Mature wheat

In the agriculture world, news of the partial U.S.-China trade deal has sparked a lot of buzz about soybeans. It turns out, wheat could actually end up being a bigger surprise winner.

Speculation is mounting that China will work to fill its wheat- buying quota as part of the detente, a pledge it failed to stick to in the past. While the allotment, set by the World Trade Organization, could be filled by supplies from any country, it still means additional global demand at a time the market is tighter.

“The potential that China could secure an additional 5 to 6 million tons of world wheat annually is underpinning Chicago Board of Trade wheat,” Chicago- based consultant AgResource Co. said in a report.

If Chinese purchases were to reach the quota mark of 9.6-million metric tons, that would represent a big jump in demand. In the six years through 2017, buying has averaged less than 50% of the allotment.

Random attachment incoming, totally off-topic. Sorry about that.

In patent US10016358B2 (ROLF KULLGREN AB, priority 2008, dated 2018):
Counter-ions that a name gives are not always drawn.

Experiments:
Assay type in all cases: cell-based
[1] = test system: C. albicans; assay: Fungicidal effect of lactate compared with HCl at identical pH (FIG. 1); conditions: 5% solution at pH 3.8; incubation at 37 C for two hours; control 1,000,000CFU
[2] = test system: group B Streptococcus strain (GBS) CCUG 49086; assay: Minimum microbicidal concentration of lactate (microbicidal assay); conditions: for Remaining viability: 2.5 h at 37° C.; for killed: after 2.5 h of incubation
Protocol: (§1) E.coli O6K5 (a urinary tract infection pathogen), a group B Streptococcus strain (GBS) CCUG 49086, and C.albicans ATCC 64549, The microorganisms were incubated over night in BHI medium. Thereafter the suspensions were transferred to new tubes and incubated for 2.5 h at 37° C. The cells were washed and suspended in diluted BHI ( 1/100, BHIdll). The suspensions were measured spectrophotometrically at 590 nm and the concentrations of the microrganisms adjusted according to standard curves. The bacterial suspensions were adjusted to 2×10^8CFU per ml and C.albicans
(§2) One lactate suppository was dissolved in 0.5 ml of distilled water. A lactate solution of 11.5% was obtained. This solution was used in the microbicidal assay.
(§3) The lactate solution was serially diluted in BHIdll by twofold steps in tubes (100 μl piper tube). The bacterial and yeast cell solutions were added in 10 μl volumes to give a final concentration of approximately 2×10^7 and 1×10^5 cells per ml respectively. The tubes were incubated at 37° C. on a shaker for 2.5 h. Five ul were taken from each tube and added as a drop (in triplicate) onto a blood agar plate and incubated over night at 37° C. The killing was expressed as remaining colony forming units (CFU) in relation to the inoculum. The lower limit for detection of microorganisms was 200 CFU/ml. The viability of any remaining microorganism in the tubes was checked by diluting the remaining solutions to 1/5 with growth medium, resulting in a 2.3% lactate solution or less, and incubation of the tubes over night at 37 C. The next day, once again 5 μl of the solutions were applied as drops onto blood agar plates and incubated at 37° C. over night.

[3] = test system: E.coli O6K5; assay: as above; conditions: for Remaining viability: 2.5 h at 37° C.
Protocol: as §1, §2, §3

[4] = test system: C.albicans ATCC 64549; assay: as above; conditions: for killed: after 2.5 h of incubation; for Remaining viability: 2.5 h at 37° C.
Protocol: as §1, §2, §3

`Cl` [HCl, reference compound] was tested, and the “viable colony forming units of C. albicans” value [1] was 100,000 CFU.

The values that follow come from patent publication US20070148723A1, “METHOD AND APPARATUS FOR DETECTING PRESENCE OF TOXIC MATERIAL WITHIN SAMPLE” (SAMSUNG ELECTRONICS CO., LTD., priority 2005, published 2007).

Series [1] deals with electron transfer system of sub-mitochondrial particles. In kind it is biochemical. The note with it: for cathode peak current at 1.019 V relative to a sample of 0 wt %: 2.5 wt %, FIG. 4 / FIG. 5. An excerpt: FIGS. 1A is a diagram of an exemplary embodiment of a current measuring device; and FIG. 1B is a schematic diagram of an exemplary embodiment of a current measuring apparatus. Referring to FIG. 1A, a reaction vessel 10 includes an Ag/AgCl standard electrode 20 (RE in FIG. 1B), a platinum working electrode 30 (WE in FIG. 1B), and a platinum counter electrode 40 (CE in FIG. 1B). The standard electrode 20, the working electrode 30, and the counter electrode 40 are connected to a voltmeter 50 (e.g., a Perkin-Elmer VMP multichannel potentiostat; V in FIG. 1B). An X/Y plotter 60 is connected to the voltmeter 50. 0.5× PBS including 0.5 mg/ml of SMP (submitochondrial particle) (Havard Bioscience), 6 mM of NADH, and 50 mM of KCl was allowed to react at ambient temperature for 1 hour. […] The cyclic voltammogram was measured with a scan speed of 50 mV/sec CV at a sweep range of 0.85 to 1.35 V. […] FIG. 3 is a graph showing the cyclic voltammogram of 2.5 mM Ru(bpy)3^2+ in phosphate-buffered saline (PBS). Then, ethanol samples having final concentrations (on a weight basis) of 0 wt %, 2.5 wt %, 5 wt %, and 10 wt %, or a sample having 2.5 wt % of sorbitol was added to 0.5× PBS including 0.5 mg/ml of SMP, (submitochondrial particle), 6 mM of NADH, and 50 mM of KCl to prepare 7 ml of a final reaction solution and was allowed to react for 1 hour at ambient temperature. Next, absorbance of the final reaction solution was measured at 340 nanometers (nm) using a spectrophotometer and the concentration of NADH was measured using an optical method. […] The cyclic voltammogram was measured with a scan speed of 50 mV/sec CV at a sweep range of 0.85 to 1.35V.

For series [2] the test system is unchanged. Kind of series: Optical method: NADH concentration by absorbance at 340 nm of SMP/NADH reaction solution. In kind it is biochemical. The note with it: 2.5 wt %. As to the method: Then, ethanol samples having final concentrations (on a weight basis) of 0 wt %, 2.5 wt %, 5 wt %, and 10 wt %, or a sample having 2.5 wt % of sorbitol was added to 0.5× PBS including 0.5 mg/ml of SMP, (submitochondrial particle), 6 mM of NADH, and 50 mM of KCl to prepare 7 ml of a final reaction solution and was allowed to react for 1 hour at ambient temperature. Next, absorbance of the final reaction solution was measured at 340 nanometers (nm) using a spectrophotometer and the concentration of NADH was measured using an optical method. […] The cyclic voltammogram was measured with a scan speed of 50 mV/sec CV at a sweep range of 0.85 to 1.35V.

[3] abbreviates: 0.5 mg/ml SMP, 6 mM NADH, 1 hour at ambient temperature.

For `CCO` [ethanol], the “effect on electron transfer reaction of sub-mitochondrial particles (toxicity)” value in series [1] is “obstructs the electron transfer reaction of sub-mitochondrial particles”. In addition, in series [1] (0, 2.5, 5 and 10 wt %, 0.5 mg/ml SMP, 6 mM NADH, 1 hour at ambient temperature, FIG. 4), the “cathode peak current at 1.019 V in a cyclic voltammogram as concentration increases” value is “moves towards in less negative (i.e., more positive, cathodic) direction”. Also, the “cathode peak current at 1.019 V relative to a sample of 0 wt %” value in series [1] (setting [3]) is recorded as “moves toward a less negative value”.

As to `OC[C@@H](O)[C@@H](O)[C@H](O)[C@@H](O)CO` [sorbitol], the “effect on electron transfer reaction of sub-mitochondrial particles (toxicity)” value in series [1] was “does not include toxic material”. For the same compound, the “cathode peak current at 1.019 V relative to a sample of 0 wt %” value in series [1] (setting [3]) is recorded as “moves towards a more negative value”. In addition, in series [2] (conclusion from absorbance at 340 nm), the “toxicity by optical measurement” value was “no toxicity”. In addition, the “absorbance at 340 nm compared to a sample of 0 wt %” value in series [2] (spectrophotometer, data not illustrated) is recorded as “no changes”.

China will likely fill its quota with the cheapest wheat in the market. While that’s usually grain from the Black Sea, U.S. supplies have been getting more competitive and international buyers have recently turned to American shipments. Relatively tighter corn supplies in South America and wheat in top shipper Russia have made American grain more competitively priced.

While some traders remained skeptical China would import much U.S. wheat, Shanghai JC Intelligence Co., the Asian nation’s most clued-in agricultural consultant and researcher, recently estimated purchases of Americans supplies could reach 5 million tons as part of an effort to buy $40 billion in agricultural products from the U.S. under the partial trade deal.

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